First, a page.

PASCAL Visual Object Classes Challenge 2007 (VOC2007) Annotation Guidelines

This document reproduces the guidelines used for annotating images in the VOC2007 data set.

Guidelines on what and how to label


What to label

All objects of the defined categories, unless:

  • you are unsure what the object is.
  • the object is very small (at your discretion).
  • less than 10-20% of the object is visible.

If this is not possible because too many objects, mark image as bad.


Record the viewpoint of the ‘bulk’ of the object e.g. the body rather than the head.  Allow viewpoints within 10-20 degrees.

If ambiguous, leave as ‘Unspecified’.

Bounding box

Mark the bounding box of the visible area of the object (not the estimated total extent of the object).

Bounding box should contain all visible pixels, except where the bounding box would have to be made excessively large to include a few additional pixels (<5%) e.g. a car aerial.

Occlusion/ truncation

If more than 15-20% of the object is occluded and lies outside the bounding box, mark as ‘Truncated’.

Do not mark as truncated if the occluded area lies within the bounding box.

Image quality/ illumination

Images which are poor quality (e.g. excessive motion blur) should be marked bad.  However, poor illumination (e.g. objects in silhouette) should not count as poor quality unless objects cannot be recognised.

Images made up of multiple images (e.g. collages).

Clothing/mud/ snow etc.

If an object is ‘occluded’ by a close-fitting occluder e.g. clothing, mud, snow etc., then the occluder should be treated as part of the object.


Do label objects visible through glass, but treat reflections on the glass as occlusion.


Do label objects in mirrors.


Label objects in pictures/posters/signs only if they are photorealistic but not if cartoons, symbols etc.

Guidelines on categorisation



Includes gliders but not hang gliders


Includes tricycles, unicycles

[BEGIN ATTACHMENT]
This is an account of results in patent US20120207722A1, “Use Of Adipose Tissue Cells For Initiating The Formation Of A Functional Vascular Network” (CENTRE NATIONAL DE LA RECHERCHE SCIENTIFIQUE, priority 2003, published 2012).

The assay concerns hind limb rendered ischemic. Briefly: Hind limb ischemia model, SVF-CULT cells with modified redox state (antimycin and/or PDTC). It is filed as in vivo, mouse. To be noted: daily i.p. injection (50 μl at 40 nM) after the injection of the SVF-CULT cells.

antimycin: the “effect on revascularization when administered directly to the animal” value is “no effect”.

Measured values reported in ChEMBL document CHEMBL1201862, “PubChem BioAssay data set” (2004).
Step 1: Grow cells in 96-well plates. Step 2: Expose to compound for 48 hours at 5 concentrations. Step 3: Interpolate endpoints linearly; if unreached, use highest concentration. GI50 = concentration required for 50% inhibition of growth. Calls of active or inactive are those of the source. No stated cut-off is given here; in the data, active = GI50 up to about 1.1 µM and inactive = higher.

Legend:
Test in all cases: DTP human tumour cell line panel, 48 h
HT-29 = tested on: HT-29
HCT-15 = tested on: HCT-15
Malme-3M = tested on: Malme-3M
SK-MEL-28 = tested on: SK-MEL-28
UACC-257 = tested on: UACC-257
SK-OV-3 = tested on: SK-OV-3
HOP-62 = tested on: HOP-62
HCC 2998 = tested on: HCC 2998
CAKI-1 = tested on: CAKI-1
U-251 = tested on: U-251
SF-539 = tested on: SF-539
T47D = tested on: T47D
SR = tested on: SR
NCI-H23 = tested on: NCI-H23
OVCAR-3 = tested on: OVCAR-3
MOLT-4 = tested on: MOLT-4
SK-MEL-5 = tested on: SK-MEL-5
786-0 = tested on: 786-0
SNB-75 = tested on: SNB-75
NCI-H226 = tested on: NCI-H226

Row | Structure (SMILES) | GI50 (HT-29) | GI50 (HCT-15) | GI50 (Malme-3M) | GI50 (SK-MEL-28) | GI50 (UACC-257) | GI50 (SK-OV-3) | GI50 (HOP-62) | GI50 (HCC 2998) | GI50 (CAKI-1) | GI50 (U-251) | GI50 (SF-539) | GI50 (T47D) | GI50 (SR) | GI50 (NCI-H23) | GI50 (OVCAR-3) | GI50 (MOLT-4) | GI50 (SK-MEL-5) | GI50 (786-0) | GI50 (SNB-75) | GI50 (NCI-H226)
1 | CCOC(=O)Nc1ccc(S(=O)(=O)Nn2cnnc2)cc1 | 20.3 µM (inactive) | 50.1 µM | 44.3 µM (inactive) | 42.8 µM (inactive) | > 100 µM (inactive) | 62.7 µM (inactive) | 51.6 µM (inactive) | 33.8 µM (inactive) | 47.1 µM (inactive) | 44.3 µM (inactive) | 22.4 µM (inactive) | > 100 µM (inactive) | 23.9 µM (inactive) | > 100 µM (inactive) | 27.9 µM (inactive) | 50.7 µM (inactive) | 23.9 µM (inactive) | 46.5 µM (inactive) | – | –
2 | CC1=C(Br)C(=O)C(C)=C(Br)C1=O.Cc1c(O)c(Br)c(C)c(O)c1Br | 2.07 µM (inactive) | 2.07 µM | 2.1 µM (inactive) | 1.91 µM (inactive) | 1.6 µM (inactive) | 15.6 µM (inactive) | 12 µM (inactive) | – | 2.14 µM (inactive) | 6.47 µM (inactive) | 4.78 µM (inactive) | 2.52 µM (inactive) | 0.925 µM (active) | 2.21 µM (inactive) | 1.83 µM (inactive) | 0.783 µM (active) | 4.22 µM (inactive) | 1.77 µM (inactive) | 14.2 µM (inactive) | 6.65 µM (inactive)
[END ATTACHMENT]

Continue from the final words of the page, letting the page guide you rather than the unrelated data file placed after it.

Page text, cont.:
Ships, rowing boats, pedaloes but not jet skis


Plastic, glass or feeding bottles


Includes minibus


Includes cars, vans, people carriers etc.

Do not label where only the vehicle interior is shown.


Domestic cats (not lions etc.)


Includes armchairs, but not stools or benches

Dining table

Excludes coffee table or picnic bench


Domestic dogs (not wolves etc.)


Includes ponies, donkeys, mules etc.


Includes mopeds, scooters, sidecars

Potted plant

Indoor plants or outdoor plants clearly in a pot.  Excludes flowers in vases


Excludes sofas made up as sofabeds


Includes train carriages, excludes trams


Standalone screens (not laptops), not advertising displays

Guidelines on segmentation


What to segment

Objects whose bounding boxes have been labelled according to the above guidelines.

You may need to exclude backpacks, handbags etc. which were included in the bounding box.


Segment within 5 pixels.  Labelled pixels MUST be the object;
 pixels outside the 5-pixel border area MUST be background.  Border pixels can be either.  Use the tri-map displayed by the segmentation tool to ensure these constraints hold.


This may occasionally involve labelling pixels outside the bounding box.

Mixed pixels

Pixels which are mixed e.g. due to transparency, motion blur or the presence of a border should be considered to belong to the object whose colour contributes most to the mix.

Thin structures

Aim to capture thin structures where possible, within the accuracy constraints.  Structures of around one pixel thickness can be ignored e.g. wires, rigging.

Objects on tables etc.

If a number of small objects are occluding an object e.g. cutlery/silverware on a dining table, they can be considered part of that object.

Difficult images

Images which are overly difficult to segment to the required accuracy can be left unlabelled e.g. a nest of bicycles.